For Rama, the tragedy hit close to home as his office confirmed that among the dead was his son Gregor’s fiance, Kristi Reci, whose entire family — both parents and her brother — died in Durres.A rescue dog is seen on a collapsed building in Durres, after an earthquake shook Albania, November 29, 2019.Physician Shkelqime Ladi said doctors are on hand to help with immediate needs.
 
“We are focusing more on the psychological aspect of the affected. Their psychological state is aggravated,” she told VOA in Lac.
 
The earthquake struck two days before Albania’s 107th independence day. There was no celebration, but a show of solidarity gave solemnity to the day.
 
Albanian President Ilir Meta and Prime Minister Rama, who have been fighting bitterly over political matters, appeared together in Vlora Thursday.Independence Day coincided this year with the U.S. Thanksgiving Day, and many Albanian Americans rallied to collect donations, holding several fundraisers to help one of the poorest countries in Europe.
 
“I am so heartbroken for my people back home, for those who have lost lives and loved ones,” New York City Assemblyman Mark Gjonaj, an Albanian American, told VOA.
 
Marko Kepi, of the Albanian American organization Albanian Roots, organized a fundraiser that raised close to $1 million in less than a day.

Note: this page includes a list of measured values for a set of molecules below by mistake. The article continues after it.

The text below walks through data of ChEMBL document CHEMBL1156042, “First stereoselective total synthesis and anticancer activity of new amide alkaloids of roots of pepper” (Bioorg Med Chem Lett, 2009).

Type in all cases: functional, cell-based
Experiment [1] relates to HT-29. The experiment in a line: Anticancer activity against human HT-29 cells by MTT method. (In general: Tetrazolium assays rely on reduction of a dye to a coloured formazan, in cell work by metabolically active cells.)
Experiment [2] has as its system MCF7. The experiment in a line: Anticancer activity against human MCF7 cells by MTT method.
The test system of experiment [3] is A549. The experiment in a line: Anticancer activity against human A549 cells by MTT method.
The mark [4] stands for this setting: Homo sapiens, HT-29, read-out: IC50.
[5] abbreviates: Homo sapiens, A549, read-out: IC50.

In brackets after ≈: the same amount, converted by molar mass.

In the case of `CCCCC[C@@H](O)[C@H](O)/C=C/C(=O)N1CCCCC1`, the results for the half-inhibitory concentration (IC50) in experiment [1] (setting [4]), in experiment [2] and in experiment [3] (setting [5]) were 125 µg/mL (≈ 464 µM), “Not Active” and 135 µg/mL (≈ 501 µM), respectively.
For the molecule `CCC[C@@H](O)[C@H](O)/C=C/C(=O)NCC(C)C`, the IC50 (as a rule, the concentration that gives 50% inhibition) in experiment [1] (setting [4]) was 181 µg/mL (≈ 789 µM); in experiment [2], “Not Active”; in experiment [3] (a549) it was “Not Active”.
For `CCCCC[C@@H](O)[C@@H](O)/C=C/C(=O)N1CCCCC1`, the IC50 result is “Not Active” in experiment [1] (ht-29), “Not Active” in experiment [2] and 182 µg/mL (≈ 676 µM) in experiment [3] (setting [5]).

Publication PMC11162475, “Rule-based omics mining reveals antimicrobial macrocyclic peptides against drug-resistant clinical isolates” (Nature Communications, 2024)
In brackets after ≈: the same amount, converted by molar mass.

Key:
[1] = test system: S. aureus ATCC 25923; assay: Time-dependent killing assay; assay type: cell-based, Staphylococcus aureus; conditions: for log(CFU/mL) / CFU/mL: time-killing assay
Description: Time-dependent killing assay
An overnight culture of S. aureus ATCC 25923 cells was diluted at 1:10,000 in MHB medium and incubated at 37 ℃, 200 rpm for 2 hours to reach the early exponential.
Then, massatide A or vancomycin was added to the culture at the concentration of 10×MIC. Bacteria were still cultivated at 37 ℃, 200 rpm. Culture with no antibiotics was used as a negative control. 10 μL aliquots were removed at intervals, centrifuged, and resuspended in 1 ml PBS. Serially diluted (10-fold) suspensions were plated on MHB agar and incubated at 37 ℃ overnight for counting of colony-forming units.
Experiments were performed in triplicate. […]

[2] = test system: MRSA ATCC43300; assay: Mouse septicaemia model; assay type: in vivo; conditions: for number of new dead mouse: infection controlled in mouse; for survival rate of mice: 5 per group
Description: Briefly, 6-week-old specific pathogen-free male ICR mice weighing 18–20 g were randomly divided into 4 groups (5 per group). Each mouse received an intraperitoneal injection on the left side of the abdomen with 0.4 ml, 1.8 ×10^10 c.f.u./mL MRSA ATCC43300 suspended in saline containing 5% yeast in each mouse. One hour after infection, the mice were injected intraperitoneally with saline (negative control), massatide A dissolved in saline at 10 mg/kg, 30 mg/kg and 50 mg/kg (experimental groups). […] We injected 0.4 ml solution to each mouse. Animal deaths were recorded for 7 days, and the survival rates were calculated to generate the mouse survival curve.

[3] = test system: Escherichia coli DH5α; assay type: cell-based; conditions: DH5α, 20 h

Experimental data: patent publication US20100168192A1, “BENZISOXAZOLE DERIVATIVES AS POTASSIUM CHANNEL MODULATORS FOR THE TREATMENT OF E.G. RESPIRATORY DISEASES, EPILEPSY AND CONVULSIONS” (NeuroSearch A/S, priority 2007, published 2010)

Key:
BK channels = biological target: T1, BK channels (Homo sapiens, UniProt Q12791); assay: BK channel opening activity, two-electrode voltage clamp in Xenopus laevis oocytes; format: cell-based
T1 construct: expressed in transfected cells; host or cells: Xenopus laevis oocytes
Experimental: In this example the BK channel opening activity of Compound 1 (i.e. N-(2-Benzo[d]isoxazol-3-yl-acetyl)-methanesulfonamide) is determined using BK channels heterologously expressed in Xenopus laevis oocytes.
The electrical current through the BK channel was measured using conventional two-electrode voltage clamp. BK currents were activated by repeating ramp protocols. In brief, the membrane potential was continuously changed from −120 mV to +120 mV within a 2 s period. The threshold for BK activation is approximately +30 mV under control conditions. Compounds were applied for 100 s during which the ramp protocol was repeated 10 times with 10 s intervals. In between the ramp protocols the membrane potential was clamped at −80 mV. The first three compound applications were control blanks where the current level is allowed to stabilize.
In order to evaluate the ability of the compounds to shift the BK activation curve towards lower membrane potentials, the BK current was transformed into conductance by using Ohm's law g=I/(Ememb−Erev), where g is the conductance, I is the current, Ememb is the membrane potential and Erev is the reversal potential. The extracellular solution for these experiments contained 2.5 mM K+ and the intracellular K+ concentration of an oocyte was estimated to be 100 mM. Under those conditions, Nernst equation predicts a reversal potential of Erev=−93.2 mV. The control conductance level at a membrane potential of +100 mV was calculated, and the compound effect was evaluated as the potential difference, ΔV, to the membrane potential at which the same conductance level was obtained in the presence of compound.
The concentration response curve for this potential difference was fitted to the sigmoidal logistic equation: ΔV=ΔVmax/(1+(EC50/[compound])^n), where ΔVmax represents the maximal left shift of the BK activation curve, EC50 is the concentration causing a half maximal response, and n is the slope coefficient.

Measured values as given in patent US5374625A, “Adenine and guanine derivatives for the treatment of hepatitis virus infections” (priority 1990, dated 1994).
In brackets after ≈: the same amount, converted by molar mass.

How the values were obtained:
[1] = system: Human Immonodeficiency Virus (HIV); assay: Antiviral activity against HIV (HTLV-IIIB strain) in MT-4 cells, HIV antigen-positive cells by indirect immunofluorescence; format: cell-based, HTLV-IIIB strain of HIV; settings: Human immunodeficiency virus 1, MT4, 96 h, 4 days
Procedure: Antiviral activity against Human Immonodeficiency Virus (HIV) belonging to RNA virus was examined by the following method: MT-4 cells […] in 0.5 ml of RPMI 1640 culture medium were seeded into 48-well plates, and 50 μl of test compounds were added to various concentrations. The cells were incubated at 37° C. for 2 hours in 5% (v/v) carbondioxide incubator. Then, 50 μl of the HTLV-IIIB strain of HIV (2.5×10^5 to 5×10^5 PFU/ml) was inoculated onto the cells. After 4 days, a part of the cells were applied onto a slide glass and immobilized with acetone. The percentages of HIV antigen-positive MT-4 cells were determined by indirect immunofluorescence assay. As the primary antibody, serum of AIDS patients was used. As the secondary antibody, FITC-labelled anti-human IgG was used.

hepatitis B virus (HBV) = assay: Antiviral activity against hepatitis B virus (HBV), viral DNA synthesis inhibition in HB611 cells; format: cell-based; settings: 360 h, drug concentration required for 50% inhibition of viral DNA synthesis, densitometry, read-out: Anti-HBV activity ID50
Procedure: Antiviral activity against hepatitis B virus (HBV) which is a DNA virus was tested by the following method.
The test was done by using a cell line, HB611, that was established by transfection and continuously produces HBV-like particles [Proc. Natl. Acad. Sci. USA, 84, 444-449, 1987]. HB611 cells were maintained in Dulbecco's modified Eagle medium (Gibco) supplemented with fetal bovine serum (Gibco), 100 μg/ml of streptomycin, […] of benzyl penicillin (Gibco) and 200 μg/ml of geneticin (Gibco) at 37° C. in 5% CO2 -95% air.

“This fundraiser is simply to help those who have lost their homes and to help those families who lost their loved ones, do whatever we can so they can have some sort of peace of mind, that they are not alone, they have support and they are not going to be left out in the street,” he said.Armand Mero reported from Tirana, Ilirian Agolli reported from Durres, Pellumb Sulo reported from Lac.  

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Rosa Parks Statue to be Unveiled Sunday

A new statue of civil rights pioneer Rosa Parks will stand in downtown Montgomery.The city said the statue will be unveiled Sunday at 1 p.m. at Montgomery Plaza at the Court Street Fountain.The unveiling coincides with the anniversary of Parks’ historic Dec. 1, 1955 arrest for refusing to give up her seat on a public bus to a white man. Her arrest sparked the Montgomery Bus Boycott, a pivotal moment in the civil rights movement.FILE – The statue of African-American civil rights activist Rosa Parks is seen in Statuary Hall on Capitol Hill in Washington, D.C., Dec. 1, 2014,There will also be four granite markers to honor the plaintiffs in Browder v. Gayle – the landmark case that ruled segregation on Montgomery buses unconstitutional.The civil rights memorials are a partnership among the city and county, the Alabama tourism department and the Montgomery Area Business Committee for the Arts.